In most cases it is impossible to tell if an STD is present without clinical evaluation.
The more sexual partners you have, the greater your chance of exposure to HIV or other STD. It is always difficult to know whether a person is infected or has had sex with people who are infected. Sometimes, early in the infection, there may be no symptoms, or the symptoms may easily be confused with other illnesses.
At FamilyCare of Kent, we use the most sensitive tests available for clinical testing. Our complete STD screening consists of the following:
- Directed physical examination looking for evidence of infection. This includes oral and genital examinations. When looking for human papilloma virus (also known as HPV, genital warts, or condyloma acuminata) we frequently use magnification and may apply acetic acid (vinegar) to better identify genital warts caused by HPV (clinical exam)
- HIV (AIDS) testing using western blot technology with confirmation of all positives (blood test)
- Syphilis (blood test)
- Chlamydia (cervical, oral, anal, and/or urine sample depending on circumstances)
- Gonorrhea (cervical, oral, anal, and/or urine sample depending on circumstances)
- Herpes, both type 2 genital herpes and type 1 nongenital herpes image (blood test and/or culture)
- Human papilloma virus (HPV,) also known as genital warts or condyloma acuminata image (clinical exam with high risk cervical DNA testing for women 30 and older)
- Pelvic inflammatory disease (cultures and clinical exam)
- Trichomoniasis (DNA hybridization assay, women only)
- Bacterial vaginosis* (DNA hybridization assay, women only)
- Yeast vaginosis* (DNA hybridization assay, women only)
- Molluscum contagiosum (clinical exam)
- Hepatitis B and C (blood test done if never immunized against Hepatitis B)
- Lice and scabies (clinical exam)
- Granuloma inguinale (clinical exam with additional confirmatory testing required if disease is suspected)
- Lymphogranuloma venereum (clinical exam with additional confirmatory testing required if disease is suspected)
- Chancroid (clinical exam with additional confirmatory testing required if disease is suspected)
*Not currently considered a sexually transmitted infection
For women, if you are due for your Pap smear, we can obtain that at the same time we do your STD testing.
Listen to Molly’s story about having herpes (CDC podcast).
To reduce your chances of being infected with AIDS or other STDs, you should always use a condom from start to finish. While this is not 100% effective, it does significantly reduce risk.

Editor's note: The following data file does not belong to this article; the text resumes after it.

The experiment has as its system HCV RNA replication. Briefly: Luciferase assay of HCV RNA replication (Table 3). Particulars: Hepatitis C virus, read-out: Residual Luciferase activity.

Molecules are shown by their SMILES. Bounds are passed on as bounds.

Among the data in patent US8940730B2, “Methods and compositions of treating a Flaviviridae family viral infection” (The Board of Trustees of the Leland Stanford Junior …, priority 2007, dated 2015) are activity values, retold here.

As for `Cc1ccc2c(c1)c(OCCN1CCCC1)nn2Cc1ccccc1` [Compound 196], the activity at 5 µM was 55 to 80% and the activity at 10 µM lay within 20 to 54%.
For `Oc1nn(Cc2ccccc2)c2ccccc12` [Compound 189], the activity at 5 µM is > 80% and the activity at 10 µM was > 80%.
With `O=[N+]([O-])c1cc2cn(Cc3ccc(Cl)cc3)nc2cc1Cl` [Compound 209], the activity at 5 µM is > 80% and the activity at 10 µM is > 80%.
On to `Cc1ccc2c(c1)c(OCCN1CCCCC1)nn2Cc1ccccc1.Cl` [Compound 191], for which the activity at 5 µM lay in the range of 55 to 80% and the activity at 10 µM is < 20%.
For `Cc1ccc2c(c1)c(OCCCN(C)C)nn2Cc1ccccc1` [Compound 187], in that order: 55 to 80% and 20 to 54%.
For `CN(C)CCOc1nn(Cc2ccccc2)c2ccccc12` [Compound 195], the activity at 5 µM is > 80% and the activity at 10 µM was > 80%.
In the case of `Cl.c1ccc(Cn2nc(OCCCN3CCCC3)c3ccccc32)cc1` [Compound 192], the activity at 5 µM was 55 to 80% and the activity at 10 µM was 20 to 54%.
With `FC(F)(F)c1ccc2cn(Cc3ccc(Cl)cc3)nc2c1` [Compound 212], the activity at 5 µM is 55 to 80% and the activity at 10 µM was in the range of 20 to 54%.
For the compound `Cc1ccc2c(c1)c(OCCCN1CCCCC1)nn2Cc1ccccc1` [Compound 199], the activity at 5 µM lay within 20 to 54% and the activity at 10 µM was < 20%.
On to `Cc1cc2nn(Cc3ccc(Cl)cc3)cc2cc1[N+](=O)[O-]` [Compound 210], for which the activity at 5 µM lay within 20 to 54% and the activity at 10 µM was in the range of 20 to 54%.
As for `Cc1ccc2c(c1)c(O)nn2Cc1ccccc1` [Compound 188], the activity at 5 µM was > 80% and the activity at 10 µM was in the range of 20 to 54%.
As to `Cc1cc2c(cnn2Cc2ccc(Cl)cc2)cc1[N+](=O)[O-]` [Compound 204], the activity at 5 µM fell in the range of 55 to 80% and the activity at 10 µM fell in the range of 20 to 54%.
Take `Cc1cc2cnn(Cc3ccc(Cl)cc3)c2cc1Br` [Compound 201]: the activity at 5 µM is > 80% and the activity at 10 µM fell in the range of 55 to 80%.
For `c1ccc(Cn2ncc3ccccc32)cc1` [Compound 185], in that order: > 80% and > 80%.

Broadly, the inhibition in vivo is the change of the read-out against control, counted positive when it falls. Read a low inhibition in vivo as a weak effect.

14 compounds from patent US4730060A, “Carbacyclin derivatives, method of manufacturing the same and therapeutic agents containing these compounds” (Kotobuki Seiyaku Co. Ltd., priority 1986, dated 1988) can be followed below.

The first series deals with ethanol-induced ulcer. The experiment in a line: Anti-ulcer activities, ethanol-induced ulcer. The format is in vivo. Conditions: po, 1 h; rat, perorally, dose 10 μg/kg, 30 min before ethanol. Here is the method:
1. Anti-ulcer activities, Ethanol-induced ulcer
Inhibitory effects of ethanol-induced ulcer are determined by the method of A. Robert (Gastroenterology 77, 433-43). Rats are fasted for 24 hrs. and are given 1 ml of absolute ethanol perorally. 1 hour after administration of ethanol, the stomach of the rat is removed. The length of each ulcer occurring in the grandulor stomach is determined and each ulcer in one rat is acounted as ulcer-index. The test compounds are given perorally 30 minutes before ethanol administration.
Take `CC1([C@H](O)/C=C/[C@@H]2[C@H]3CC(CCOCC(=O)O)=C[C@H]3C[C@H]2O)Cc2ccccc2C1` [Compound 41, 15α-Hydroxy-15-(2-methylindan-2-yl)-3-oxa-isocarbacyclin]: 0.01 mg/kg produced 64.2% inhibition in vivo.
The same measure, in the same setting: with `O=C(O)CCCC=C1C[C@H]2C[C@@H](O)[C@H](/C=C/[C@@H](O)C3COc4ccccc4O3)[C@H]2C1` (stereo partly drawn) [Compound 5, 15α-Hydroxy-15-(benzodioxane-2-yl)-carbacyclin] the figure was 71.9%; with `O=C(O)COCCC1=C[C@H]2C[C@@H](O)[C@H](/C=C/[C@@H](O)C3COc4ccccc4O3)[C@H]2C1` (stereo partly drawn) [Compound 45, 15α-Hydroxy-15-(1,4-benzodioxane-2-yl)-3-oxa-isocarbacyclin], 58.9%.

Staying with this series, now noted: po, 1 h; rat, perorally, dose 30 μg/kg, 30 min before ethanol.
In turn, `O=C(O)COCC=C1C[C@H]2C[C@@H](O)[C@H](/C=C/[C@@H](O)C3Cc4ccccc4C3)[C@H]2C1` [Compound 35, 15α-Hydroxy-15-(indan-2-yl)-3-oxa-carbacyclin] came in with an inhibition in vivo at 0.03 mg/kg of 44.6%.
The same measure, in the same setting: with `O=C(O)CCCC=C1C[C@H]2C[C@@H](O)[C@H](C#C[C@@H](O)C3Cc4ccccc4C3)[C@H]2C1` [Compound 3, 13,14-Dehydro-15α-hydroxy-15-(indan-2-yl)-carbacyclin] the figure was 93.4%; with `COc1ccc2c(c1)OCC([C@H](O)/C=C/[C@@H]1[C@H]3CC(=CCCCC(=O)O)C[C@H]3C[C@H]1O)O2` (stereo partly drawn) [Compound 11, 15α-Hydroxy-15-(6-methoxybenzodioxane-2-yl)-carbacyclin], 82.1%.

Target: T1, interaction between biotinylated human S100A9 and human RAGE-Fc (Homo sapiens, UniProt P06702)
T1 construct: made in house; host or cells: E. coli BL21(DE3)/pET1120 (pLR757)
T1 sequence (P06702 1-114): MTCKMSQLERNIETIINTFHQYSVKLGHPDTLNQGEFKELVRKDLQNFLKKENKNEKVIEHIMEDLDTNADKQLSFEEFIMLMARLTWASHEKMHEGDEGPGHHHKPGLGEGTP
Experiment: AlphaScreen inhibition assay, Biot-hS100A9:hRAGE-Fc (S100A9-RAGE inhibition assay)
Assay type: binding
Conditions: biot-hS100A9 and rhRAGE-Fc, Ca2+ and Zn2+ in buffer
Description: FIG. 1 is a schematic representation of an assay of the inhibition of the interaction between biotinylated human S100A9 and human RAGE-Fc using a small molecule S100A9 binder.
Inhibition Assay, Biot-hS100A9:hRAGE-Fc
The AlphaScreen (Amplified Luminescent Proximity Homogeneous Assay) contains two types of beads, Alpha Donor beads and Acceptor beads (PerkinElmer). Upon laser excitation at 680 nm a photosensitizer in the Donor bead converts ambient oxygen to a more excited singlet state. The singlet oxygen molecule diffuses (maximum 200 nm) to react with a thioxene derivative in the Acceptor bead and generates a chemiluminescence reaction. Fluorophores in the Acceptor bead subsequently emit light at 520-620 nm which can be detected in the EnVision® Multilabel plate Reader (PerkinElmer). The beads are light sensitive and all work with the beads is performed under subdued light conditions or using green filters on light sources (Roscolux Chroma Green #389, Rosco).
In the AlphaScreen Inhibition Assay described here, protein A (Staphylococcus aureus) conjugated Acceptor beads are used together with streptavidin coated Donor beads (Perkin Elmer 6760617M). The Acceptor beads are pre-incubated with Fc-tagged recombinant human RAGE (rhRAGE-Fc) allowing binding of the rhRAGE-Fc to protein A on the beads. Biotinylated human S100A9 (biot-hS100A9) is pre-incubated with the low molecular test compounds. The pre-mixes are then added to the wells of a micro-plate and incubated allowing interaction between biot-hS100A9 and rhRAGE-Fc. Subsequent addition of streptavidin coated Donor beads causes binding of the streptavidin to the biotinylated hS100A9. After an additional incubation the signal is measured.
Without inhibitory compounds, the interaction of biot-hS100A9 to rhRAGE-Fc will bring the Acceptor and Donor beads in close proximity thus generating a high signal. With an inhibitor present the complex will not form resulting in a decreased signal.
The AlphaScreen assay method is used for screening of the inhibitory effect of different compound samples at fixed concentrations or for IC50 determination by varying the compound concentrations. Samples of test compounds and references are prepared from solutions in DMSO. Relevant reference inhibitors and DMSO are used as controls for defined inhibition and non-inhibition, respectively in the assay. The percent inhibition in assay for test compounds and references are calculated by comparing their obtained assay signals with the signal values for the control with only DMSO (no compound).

In monogamous relationships, both partners should have STD testing prior to any sexual activity. In multiple partner situations, anyone joining the relationship should have STD testing done before any sexual activity with current partners. Periodic STD testing should be done every 1 to 12 months depending on a variety of factors. Talk with your nurse practitioner to determine the best schedule for you.
Individuals who engage in sexual activity as a source of income should have at least monthly STD testing. Prevention is critical. It is much easier to prevent sexually transmitted diseases than to treat them after the fact.
Immunization against HPV (the cervical cancer vaccine) is strongly recommended for all prior to sexual activity or as soon as possible after the start of sexual activity of any sort. Gardasil® provides protection against HPV types 6, 11, 16, and 18. Cervarix® protects against HPV types 16 and 18. Both are indicated for use from ages 9 to 26 years old. There is a patient assistance program available for Gardasil, and our staff will work with eligible patients to help in the application process. Both males and females can get the HPV vaccine.
For both males and females, HPV type 16 has been shown to cause cancer in other areas, including the mouth and throat. HPV vaccine can be given to males just like it is given to females. More research is needed to see if protection is provided against throat and other cancers.
AIDS/HIV: (treatable) Requires multiple medications on a daily basis and care by a specialty team.
Listen to Ida’s story about having HIV (CDC podcast).
Bacterial vaginosis: (curable) Typically a course of treatment with a specific antibiotic will cure this infection.
Chancroid: (curable) Typically a course of treatment with a specific antibiotic will cure this infection.
Chlamydia: (curable) Typically a single dose of a specific antibiotic taken once will cure this infection. A test of cure is recommended 8-12 weeks after treatment. All sexual partners you have had contact with in the past 6 months should also be treated.
Gonorrhea: (curable) Typically a single dose of a specific antibiotic taken once will cure this infection. A test of cure is recommended 8-12 weeks after treatment. All sexual partners you have had contact with in the past 6 months should also be treated. Anyone treated for gonorrhea should also be treated for chlamydia.